Does Written Emotional Disclosure about Stress Improve College Students’ Academic Performance? Results from Three Randomized, Controlled Studies.

J Coll Stud Ret. 2010;12(4):407-428.

Radcliffe AM1, Stevenson JK, Lumley MA, D’Souza P, Kraft C.

Several early studies and subsequent reviews suggested that written emotional disclosure (WED)-writing repeatedly about personal stressful experiences-leads to improved academic performance of college students. Yet a critical review of available studies casts some doubt on this, so we conducted three randomized, controlled experiments of the effects of WED versus control writing on grade point average (GPA) of college students. In all three studies, WED writing was implemented effectively-it contained more negative emotion language and generated more negative mood than did control writing. In Study 1, WED did not influence GPA during either the writing semester or subsequent semester among 96 students with headaches. In Study 2, WED had no effect on GPA compared with either control writing or no writing conditions among 124 students with unresolved stress. In Study 3, WED did not influence GPA or retention among 68 academically at-risk ethnic minority students, although secondary analyses suggested some benefits of WED among students who wrote more than once, particularly men. These three studies challenge the belief that WED improves academic performance of college students, and research should examine subgroups of students who might benefit from WED.

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https://www.ncbi.nlm.nih.gov/pmc/articles/PMC3082942/

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Emotional disclosure interventions for chronic pain: from the laboratory to the clinic.

Transl Behav Med. 2012 Mar;2(1):73-81. doi: 10.1007/s13142-011-0085-4.

Lumley MA1, Sklar ER, Carty JN.

Life stress and the avoidance of negative emotions may contribute to chronic pain. The technique of written or spoken emotional disclosure can reverse emotional avoidance and improve health, and 18 randomized studies have tested it among people with chronic pain. We review these studies to provide guidance for the clinical use of this technique. The benefits of emotional disclosure for chronic pain are quite modest overall. Studies in rheumatoid arthritis show very limited effects, but two studies in fibromyalgia suggest that disclosure may be beneficial. Effects in other populations (headaches, cancer pain, pelvic pain, abdominal pain) are mixed. Moderator findings suggest that some patients are more likely to benefit than others. Emotional disclosure has been tested in well-controlled efficacy trials, leaving many unanswered questions related to translating this technique to practice. Issues needing further study include determining disclosure’s effects outside of randomized controlled trials, identifying the optimal pain populations and specific individuals to target for disclosure, presenting a valid rationale for disclosure, selecting the location and method of disclosure, and choosing between cognitive-behavioral or emotional disclosure techniques.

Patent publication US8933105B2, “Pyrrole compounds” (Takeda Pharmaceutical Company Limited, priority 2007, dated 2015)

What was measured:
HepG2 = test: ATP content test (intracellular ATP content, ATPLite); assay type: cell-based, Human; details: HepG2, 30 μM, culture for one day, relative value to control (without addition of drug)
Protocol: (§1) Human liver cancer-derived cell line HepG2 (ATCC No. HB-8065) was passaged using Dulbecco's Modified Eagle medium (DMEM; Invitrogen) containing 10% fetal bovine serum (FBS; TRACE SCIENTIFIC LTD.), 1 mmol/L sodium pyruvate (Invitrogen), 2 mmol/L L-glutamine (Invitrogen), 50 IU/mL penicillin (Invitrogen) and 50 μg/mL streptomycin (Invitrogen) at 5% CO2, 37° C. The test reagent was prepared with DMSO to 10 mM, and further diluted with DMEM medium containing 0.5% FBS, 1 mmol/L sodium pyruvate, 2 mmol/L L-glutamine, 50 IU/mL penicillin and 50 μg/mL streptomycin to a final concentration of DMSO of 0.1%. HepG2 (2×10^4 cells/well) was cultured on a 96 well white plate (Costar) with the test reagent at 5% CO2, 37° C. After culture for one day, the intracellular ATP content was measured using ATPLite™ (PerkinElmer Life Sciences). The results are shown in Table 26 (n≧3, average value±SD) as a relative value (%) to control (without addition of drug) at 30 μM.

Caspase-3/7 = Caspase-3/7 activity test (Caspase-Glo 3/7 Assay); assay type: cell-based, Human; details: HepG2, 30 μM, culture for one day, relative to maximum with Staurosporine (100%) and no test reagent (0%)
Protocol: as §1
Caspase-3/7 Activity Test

https://www.ncbi.nlm.nih.gov/pubmed/22905067

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https://www.ncbi.nlm.nih.gov/pmc/articles/PMC3419371/

Relaxation training and written emotional disclosure for tension or migraine headaches: a randomized, controlled trial.

Ann Behav Med. 2008 Aug;36(1):21-32. doi: 10.1007/s12160-008-9046-7. Epub 2008 Aug 12.

D’Souza PJ1, Lumley MA, Kraft CA, Dooley JA.

Behavioral medicine interventions that directly reduce arousal and negative emotions, such as relaxation training (RT), are conceptually different from interventions that temporarily increase negative emotions, such as written emotional disclosure (WED), but no studies have directly compared their efficacy. We compared the effects of RT and WED on people with tension or migraine headaches.

METHODS:

College students with either tension (n = 51) or migraine (n = 90) headaches were randomized to one of three groups: RT, WED, or a neutral writing control condition; four sessions were held over 2 weeks. Mood was measured before and after each session, and outcomes (headache frequency, severity, disability, and general physical symptoms) were assessed at baseline and at 1-month and 3-month follow-ups.

RESULTS:

As expected, RT led to an immediate increase in calmness, whereas WED led to an immediate increase in negative mood, for both headache samples. Intent-to-treat analyses showed that, for the tension headache sample, RT led to improved headache frequency and disability compared to both WED and the control group, but WED had no effect. For migraine headaches, RT improved pain severity relative to the control group, but WED again had no effect.

CONCLUSIONS:

A brief RT protocol was effective for tension headaches, but WED had no effect on health status for either tension or migraine headaches. Modifications to WED, such as targeting people with unresolved stress, providing guidance to enhance the potency of the writing, or including additional at-home writing and exposure exercises, may improve its efficacy for people with headaches and other health problems.

https://www.ncbi.nlm.nih.gov/pubmed/18696172